The Genetic Factors Of Human Holoprosencephaly Biology Essay


Holoprosencephaly (HPE) is a 'less known' but common disease that cause incomplete cleavage of prosencephalon (forebrain) into two lobes of cerebral hemispheres (telencephalon). This review will explain about genetic abnormalities in HPE caused by mutation of specific major genes or even the minor gene and how HPE is identified in new patients. Despite being a minor HPE causation (25 to 50% of HPE cases), studies in genetic factor will help in gaining updated information about HPE and the discovery of new HPE candidate genes.


HPE affects 1 fetus in 200-250 pregnancies and 1 in 16 000 live-born infants in the world (Roessler et al., 1996). HPE can be classified into 4 types which are alobar, semi lobar, lobar and middle interhemispheric variant (MIHV). The most severe is alobar HPE, which can be characterized by incomplete cleavage of brain into hemisphere due to the absence of interhemispheric fissure.

The moderate HPE is semi lobar that can be detected by partially divided brain when it is fused in the front but separated in the rear. The mild lobar HPE's patients have well disjoined brain but some fusions on the ventral telencephalon do exist. The patient diagnosed with MIHV HPE will has incomplete division of the middle brain in between parietal lobes and posterior frontal in the telencephalon.

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Symptoms that can be observed in the patient are as severe as cyclopia, having a single central eye and proboscis, which the nose is located on the forehead to the mild type, of having single inaxillary central incisor that refers to an upper central tooth (Dubourg et al., 2007). Epilepsy, mental retardation and endocrine abnormalities are common diseases affecting the patients with HPE (Dubourg et al., 2007).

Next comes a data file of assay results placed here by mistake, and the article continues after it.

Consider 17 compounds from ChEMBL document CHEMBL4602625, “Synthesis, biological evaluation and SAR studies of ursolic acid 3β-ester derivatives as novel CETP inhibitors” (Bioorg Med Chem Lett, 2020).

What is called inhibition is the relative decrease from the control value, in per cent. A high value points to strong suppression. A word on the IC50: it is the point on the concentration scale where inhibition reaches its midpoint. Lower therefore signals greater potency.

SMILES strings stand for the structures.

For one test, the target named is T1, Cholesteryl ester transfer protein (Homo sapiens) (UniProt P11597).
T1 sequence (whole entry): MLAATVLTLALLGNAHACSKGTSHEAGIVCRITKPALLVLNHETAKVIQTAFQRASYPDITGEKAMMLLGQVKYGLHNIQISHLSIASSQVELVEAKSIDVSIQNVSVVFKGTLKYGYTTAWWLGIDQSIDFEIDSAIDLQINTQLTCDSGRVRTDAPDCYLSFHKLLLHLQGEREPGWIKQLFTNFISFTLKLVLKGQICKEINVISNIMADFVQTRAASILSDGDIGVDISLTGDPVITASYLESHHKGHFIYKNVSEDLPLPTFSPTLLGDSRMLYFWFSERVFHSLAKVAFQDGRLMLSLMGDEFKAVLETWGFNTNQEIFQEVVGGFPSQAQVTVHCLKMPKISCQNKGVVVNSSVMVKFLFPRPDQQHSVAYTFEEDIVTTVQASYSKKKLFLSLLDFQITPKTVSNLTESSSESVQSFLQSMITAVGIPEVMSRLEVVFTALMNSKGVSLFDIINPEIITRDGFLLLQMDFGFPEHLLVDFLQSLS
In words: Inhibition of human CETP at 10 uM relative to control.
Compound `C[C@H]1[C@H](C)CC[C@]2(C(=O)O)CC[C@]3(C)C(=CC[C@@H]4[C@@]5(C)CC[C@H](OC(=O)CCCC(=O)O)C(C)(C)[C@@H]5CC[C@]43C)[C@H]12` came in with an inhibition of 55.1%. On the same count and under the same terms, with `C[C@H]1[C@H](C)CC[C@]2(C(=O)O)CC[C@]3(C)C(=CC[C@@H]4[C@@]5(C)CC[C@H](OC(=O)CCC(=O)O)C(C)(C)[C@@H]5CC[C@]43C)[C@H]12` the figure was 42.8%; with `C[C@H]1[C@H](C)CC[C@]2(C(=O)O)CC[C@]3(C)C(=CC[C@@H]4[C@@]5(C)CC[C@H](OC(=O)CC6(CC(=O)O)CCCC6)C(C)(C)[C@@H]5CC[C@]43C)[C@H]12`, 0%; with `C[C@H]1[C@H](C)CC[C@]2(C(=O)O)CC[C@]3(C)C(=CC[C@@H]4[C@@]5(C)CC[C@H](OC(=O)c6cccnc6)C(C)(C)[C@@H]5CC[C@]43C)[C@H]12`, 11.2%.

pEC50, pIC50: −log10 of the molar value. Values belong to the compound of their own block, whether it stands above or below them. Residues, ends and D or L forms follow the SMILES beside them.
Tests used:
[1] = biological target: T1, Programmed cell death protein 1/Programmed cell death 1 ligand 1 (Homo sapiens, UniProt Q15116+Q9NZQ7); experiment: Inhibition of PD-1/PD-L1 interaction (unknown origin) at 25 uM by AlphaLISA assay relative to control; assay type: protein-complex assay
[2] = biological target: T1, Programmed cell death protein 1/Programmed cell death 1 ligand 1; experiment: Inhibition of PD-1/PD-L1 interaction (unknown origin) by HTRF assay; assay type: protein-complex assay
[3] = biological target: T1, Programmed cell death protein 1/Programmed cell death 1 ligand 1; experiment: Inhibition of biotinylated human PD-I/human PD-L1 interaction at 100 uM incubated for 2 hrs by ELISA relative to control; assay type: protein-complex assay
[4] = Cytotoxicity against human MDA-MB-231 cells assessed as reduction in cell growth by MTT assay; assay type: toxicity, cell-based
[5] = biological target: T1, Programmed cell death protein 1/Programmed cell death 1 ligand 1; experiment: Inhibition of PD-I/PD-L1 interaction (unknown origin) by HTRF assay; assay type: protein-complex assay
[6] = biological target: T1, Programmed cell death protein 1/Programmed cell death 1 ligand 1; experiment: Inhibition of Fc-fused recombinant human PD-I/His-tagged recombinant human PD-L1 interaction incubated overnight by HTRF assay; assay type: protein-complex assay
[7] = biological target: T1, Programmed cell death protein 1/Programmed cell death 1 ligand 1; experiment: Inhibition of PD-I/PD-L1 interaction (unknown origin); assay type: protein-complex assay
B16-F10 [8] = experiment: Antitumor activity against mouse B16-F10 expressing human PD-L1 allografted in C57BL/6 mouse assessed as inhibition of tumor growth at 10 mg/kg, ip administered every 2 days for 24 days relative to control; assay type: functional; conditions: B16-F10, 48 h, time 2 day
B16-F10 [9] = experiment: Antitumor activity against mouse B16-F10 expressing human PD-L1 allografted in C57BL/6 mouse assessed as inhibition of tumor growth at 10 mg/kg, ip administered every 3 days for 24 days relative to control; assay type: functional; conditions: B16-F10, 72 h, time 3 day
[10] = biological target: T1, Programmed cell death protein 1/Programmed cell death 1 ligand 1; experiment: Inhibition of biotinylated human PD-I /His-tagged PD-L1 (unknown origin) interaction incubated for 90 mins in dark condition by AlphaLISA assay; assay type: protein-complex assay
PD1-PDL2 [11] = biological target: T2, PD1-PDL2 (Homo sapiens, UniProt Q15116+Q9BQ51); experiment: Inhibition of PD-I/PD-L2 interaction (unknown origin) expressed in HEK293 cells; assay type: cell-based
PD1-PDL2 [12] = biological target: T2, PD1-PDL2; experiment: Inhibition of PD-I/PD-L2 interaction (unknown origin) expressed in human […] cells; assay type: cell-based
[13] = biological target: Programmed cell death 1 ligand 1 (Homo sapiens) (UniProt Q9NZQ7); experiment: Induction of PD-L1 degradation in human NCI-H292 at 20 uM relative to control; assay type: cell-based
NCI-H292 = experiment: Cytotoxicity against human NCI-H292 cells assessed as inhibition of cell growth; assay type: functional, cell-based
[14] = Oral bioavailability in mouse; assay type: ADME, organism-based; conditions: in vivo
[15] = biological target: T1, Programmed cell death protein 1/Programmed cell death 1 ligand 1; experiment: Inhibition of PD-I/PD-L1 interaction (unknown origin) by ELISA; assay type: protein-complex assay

Besides genetic factor that contributes to 20 to 50% of HPE (based on number of patients taking part in previous research), most HPE cases were caused by maternal factors. Mother suffering from diabetes mellitus, infection occurring during pregnancy such as herpes, rubella and syphilis or even pregnancy loss and bleeding in the first trimester, all can lead to HPE (Johnson and Rasmussen, 2010). Teratogen consumption, for example, retinoic acid and alcohol can affect the embryo development too (Johnson and Rasmussen, 2010).





Figure 1. The 4 types of HPE with the brain structure and facial deformities formed. A. Brain of alobar HPE and patient with cyclopia and proboscis. B. Brain of semi lobar HPE and patient with cleft lip. C. Brain structure of lobar HPE and patient with normal facial appearance. D. Brain of MIHV HPE and patient with normal face appearance. Pictures obtained from Muenke and Gropman, 2000.

Genetic Etiology of Holoprosencephaly

25% of HPE cases are from well recognized syndromes such as Smith- Lemli- Opitz Syndrome and Pallister-Hall Syndrome (Bendavid et al., 2010). Meanwhile, 10 to 15% of it is caused by unidentified genetic alteration and environmental causes since no identification of specific genetic cause can be traced to nonsyndromic and nonchromosomal HPE (Dubourg et al., 2007). Other times, HPE is caused by specific autosomal dominant genes which mutate in 12 different loci (Wallis and Muenke, 2000). The chromosomal rearrangement can exist as inherited autosomal dominant or de novo mutation (Dubourg et al., 2007).

Inherited Autosomal Dominant

HPE can be an inherited autosomal dominant disorder with the gene variably expressed and penetrate incompletely (Mercier et al., 2010) (Pineda- Alvarez et al., 2010). In a research done among 30 families experiencing autosomal dominant HPE, 5 of them showed different SHH heterozygous mutation, 2 faced nonsense mutation, while others showed different genotype features (Roessler et al., 1996).

Inherited HPE may re-occur at high risk but it is hard to predict the functional consequences since most of the patients have unique family specific mutation (Mercier et al., 2010). However, Mercier et al., 2010 concluded that although the parent suffered from severe HPE, it did not indicate HPE will be passed to the foetus since only 7 out of 15 pregnancies carried the inherited mutation and only 3 of them had to be terminated (Mercier et al., 2010). Inherited HPE is influenced by mutation type, pedigree, carrier parent's microform presence as well as maternal factor (Mercier et al., 2010).